Pasen REI-16

Today I will have a closer look at the Italian Pasen REI-16 portable mediaplayer (PMP).



Specs:
CPU: Rockchip RK2706B 400 MHz
Capacity: 8 GB flash drive
Dimensions: 95x50x11 mm
Weight: 65 gram
Screen: touchscreen, 3 inch 16:9 MVA 432x240

Features:
Audio codec: MP3, WMA, APE, FLAC , AAC
Video codec: AVI, DIVX, XVID (without conversion) RM, RMVB, FLV, MP4, WMV, 3GP
Images: JPEG,BMP,GIF
Micro SDHC expansion slot (up to 32GB)
5 band EQ with 8 modes (normal, rock, 3D, pop, classical, bass, jazz, custom)
7 playback modes (shuffle, shuffle repeat, folder, repeat folder, all songs, repeat all, preview)
Built in FM radio with recording feature and FM transmitter
Multi-tasking
TV-Out
Voice recorder
Upgradeable firmware
E-book reader
Karaoke feature with lyrics in LRC format
Built in speaker
File browser
Built in Games
External hard drive in Windows (ME/2000/XP/2003/Vista/Win7)

Included accessories:
USB Cable
220 volt charger
IEM’s with volume control
Compact touch pen
FM antenna
Player stand
CD with software and manual

Pretty impressive specs and features, if you ask me, and all for €79.

Build quality and hardware:
The REI-16 is made of high quality plastic and what seems to be a metal frame, it feels very well put together. The screen fills nearly all of the face of the player and is very bright, with excellent viewing angles. Below the screen there is an “action light”, that lights up when a button or the screen is pressed, above the screen you find the built-in speaker which sounds surprisingly good and loud for its size. At the top of the player you will find a standard mini USB port, on the right hand side you will find the power button, reset hole, earphone jack and the Micro SDHC slot, at the bottom of the player there is a microphone and on the left hand side you will find the volume controls and a menu button.

Audio:


Even though the included earphones are far better than the bundled ones on your average player, I have used the Klipsch S4’s to review the audio qualities of the REI-16. They seem to pair together very well, and I would highly recommend this economy setup to anyone.
The overall sound quality is very good, maybe a little on the analytical side, but in no way too cold or boring, just as I like it. If this isn’t enough, there are several presets and a user defined EQ curve as well as DSP to help you tailor the sound to your preference. I particularly like the Microsoft Playfx setting LEQ as it gives a dynamic and clear sound, and a very big soundstage.
You can search the music library either by folders or by ID3 tags. In folder view the tracks are in tracknumber order and in tag view they are sorted alphabetically. There is no playlist support as such, transferring playlists with WMP will not work, but there is a favourites list in which you can manually add songs on the player. The now playing screen is informative and well thought out and flashy looking with the big album art filling most of the screen and the very good on screen controls easily accessible. From the top of the screen you can access EQ and DSP menus as well as playback mode. Audio playback is stated as 16 hours.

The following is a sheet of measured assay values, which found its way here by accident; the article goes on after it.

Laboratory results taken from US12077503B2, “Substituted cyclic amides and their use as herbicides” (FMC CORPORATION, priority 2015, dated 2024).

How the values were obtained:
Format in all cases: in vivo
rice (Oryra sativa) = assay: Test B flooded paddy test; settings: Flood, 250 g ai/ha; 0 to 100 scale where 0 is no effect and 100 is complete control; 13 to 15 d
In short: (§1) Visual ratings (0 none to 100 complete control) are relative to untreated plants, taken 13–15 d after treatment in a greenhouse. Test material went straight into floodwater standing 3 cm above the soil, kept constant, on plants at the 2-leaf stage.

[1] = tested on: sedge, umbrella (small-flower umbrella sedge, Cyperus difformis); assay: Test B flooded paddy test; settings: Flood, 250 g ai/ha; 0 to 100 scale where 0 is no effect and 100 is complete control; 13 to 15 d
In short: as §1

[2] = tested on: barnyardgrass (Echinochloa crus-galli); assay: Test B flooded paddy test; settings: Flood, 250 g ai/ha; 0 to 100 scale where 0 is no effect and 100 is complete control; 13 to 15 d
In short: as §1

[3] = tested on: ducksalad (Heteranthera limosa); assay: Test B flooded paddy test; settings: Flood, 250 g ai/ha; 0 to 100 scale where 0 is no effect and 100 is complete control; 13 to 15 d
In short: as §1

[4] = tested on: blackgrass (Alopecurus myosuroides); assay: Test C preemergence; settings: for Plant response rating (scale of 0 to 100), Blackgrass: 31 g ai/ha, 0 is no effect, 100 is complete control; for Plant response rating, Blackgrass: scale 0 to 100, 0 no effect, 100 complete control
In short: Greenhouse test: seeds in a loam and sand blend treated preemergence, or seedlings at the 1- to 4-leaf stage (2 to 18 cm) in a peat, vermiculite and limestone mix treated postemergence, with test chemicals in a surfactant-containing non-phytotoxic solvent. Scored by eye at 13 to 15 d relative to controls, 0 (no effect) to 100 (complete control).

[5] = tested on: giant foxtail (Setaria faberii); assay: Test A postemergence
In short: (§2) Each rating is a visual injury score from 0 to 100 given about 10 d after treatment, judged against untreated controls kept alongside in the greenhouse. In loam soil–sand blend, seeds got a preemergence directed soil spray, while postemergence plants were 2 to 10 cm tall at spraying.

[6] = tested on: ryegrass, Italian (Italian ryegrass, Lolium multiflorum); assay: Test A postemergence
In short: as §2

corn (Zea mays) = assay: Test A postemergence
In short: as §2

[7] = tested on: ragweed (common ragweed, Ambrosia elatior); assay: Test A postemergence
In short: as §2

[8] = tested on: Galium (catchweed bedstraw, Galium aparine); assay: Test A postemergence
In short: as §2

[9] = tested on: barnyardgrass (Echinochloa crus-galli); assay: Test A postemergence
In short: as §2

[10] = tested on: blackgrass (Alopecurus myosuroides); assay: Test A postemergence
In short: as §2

Video:

The gorgeous screen combined with the native support for the most common formats means the REI-16 is a serious alternative for film lovers. The screen rotates either right or left, and the on-screen controls are easy to use and work very well. Video playback is stated as 3.5 hours.

Photo:
Just as with watching videos the bright and vivid screen really shines when viewing pictures. The on-screen controls are easily accessible and easy to use. The photo menu is accessible from the top of the screen and gives all the basic zooming and such.

Extras:
There are four games built in, and they seem to work as expected. There is also a FM radio and a transmitter built in, which means you can play your music from the player to your car stereo. This is quite a handy feature, but the sound quality suffers a little. The radio reception is perfectly fine both with the external antenna and with the earphone cable used as the antenna. Ebook and text viewer, no surprises there, everything works as it should. It even has a TV out which works well and is easy to hook up to nearly any TV with the included cable. To round it off, there is a voice recorder built in as well, which can come handy at times.

Conclusion:
For the asking price the Pasen REI-16 offers a great set of features and a solid audio and video quality. Especially the easy and hassle-free video transfer and playback deserves both thumbs up!
If you are looking for an affordable PMP with good video capabilities, then Pasen REI-16 should be on your list.





Edited by Finlandia on Wednesday 18th November 12:46


Edited by Finlandia on Wednesday 27th January 14:54


Edited by Finlandia on Sunday 21st February 19:40


Edited by Finlandia on Monday 22 February 15:01


Edited by Finlandia on Tuesday 29th June 17:13


Edited by Finlandia on Tuesday 29th June 17:21


Edited by Finlandia on Wednesday 30th June 13:36

Finlandia

Original Poster:

5,214 posts

116 months

[news] 
Wednesday 27th January 2010 quote quote all
Chuwi P7 Touch L added smile

Finlandia

Original Poster:

5,214 posts

116 months

[news] 
Sunday 21st February 2010 quote quote all
Hisoundaudio ROCOO-A added smile

Finlandia

Original Poster:

5,214 posts

116 months

[news] 
Tuesday 29th June 2010 quote quote all
Hippo Gumstick added smile

flyingjase

2,123 posts

116 months

[news] 
Wednesday 30th June 2010 quote quote all
Wow - gotta say guys, I didn't even know half these existed